Thomas Hooker (1586–1647) arrives in Hartford, Connecticut, and founds the first church of the territory.

June: Roger Williams (1603–1683) founds the present-day city of Providence, Rhode Island.

July 20: Open warfare begins between the Massachusetts Bay, Plymouth, and Saybrook colonies and the Pequot Indigenous people after the death of New England trader John Oldham.

September 8: Harvard University is founded.


May 26: After numerous encounters, the Pequot tribe is massacred by a force of Connecticut, Massachusetts Bay, and Plymouth colonists. The tribe is virtually eliminated in what becomes known as the Mystic Massacre.

November 8: Anne Hutchinson (1591–1643) is banished from the Massachusetts Bay Colony, because of theological differences.


Anne Hutchinson leaves for Rhode Island and founds Pocasset (later renamed Portsmouth) with William Coddington (1601–1678) and John Clarke (1609–1676).

August 5: Peter Minuit dies in a shipwreck in the Caribbean.


January 14: The Fundamental Orders of Connecticut, describing the government set up by towns along the Connecticut River, are enacted.

Sir Ferdinando Gorges is named the governor of Maine by royal charter.

August 4: New Hampshire Colony settlers sign the Exeter Compact, establishing their freedom from strict religious and economic rules.


Dutch colonists settle in the Delaware River area, after driving out English colonists from Virginia and Connecticut.


New Hampshire seeks the governmental help of the Massachusetts Bay Colony, providing the towns have self-rule, and that membership in the church is not required.


In what would become known as Kieft's War, New Netherland fights against the Hudson River Valley Indigenous peoples who have been making raids against the colony. Willem Kieft was director of the colony from 1638–1647. Both sides will sign a truce in 1645 that will last a year.


May: The New England Confederation, also known as the United Colonies of New England, a confederation of Connecticut, Massachusetts, Plymouth, and New Hampshire, is formed.

August: Anne Hutchinson is murdered with her family by Siwanoy warriors on Long Island.


Roger Williams returns to England where he wins a royal charter for Rhode Island and offends conservative English politicians by calling for religious toleration and separation of church and state.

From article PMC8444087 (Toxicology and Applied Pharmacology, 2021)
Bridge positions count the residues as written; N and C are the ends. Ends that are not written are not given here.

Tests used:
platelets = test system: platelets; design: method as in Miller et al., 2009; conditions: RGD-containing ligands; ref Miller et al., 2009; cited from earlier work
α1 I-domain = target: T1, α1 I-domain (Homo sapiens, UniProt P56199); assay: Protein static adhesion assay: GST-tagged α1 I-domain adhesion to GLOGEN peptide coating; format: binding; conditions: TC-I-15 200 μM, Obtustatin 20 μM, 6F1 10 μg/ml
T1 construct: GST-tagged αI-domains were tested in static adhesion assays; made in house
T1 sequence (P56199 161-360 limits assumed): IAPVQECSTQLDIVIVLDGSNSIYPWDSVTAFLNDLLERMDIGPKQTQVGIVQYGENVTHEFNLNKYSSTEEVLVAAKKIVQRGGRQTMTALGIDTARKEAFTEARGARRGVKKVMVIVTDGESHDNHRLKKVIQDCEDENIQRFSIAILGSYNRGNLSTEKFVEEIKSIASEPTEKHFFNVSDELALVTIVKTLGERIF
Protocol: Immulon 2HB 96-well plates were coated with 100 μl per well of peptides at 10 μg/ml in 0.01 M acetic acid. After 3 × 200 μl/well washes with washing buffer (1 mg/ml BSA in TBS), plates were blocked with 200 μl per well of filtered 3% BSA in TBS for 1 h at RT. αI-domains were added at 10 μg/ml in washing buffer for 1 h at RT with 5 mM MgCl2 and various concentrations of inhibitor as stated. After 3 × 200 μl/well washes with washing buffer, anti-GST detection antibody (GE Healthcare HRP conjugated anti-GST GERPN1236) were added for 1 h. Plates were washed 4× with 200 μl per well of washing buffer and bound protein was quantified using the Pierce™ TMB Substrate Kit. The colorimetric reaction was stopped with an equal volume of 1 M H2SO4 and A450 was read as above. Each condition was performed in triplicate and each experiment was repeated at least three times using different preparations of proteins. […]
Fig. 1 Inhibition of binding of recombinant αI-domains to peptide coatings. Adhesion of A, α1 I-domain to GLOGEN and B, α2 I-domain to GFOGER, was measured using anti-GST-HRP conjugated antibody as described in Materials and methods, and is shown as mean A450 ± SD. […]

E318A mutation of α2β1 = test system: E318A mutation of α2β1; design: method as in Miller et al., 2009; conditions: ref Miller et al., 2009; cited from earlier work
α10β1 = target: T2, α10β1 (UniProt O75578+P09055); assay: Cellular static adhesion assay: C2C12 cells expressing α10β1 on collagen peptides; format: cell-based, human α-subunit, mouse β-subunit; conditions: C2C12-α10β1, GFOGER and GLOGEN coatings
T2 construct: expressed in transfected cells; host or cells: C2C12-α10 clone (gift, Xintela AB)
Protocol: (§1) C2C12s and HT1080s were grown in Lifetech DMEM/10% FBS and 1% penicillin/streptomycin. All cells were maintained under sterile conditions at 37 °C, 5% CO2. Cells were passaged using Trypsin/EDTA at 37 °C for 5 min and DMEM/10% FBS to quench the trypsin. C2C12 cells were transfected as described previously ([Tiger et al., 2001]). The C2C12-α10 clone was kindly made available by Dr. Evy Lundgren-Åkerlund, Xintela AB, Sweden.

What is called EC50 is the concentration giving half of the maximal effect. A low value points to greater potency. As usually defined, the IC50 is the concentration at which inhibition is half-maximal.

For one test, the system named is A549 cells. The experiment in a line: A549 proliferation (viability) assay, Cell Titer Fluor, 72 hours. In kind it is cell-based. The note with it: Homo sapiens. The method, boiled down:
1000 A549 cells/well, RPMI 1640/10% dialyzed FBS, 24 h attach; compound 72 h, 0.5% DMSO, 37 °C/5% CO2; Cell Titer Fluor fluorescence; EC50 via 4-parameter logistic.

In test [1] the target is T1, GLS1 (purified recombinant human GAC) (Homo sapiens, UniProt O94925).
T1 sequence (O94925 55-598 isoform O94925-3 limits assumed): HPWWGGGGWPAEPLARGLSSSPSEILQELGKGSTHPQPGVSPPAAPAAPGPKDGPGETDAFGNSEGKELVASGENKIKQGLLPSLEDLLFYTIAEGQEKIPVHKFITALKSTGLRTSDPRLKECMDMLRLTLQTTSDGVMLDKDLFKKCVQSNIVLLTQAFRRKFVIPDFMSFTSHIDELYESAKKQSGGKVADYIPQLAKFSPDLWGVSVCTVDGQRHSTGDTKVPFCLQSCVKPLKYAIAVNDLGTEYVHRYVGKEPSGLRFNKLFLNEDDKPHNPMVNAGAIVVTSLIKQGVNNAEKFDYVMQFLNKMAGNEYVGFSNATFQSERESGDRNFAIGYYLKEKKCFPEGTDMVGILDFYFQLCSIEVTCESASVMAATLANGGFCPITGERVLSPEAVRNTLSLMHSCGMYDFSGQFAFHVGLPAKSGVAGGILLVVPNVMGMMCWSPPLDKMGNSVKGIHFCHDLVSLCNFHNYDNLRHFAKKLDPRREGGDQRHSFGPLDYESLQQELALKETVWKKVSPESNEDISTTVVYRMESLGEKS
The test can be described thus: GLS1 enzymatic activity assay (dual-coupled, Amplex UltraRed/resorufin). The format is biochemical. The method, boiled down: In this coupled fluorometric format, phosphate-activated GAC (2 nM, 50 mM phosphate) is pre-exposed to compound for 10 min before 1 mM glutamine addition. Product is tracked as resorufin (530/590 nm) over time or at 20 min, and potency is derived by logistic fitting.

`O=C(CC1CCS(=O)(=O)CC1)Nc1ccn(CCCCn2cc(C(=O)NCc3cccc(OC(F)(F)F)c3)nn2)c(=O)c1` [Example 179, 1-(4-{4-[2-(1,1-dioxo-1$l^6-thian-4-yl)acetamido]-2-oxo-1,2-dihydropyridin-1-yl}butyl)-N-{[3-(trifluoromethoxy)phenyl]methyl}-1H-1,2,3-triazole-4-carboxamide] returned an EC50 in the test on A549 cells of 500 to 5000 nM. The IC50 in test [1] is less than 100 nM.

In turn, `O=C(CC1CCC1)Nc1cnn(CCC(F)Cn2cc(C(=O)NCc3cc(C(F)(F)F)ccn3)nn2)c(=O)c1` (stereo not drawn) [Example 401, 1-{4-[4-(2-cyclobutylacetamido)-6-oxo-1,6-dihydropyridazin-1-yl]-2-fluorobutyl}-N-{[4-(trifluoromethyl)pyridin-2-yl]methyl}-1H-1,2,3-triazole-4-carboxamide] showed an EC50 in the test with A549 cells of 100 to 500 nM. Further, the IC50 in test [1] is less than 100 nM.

August: The Dutch and the Hudson River Valley Indigenous people sign a peace treaty, ending four years of warfare.

The New England Confederation sign a peace treaty with the Narragansett tribe.


November 4: Massachusetts becomes increasingly intolerant as they pass a law making heresy punishable by death.


Peter Stuyvesant (1610–1672) assumes the leadership of New Netherland; he would be the last Dutch director-general of the colony, when it is ceded to the English and renamed New York in 1664.

May 19–21: Rhode Island General Assembly drafts a constitution allowing for separation of church and state.


The Dutch and the Swedes compete for the land around present-day Philadelphia on the Schuylkill River. They each build forts and the Swedes burn down the Dutch fort twice.


January 30: King Charles I of the House of Stuart is executed in England for high treason; Virginia, Barbados, Bermuda, and Antigua continue to support his family the House of Stuart.

April 21: The Maryland Toleration Act is passed by the colony's assembly, allowing for religious freedom.

Maine also passes legislation allowing for religious freedom.


April 6: Maryland is allowed to have a bicameral legislature by order of Lord Baltimore.

August: Virginia is blockaded by England after declaring allegiance to the House of Stuart.


Schlesinger, Jr., Arthur M., ed. "The Almanac of American History." Barnes & Nobles Books: Greenwich, CT, 1993.

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Kelly, Martin. "American History Timeline: 1626-1650." ThoughtCo, Dec. 4, 2020, Kelly, Martin. (2020, December 4). American History Timeline: 1626-1650. Retrieved from Kelly, Martin. "American History Timeline: 1626-1650." ThoughtCo. (accessed March 23, 2023).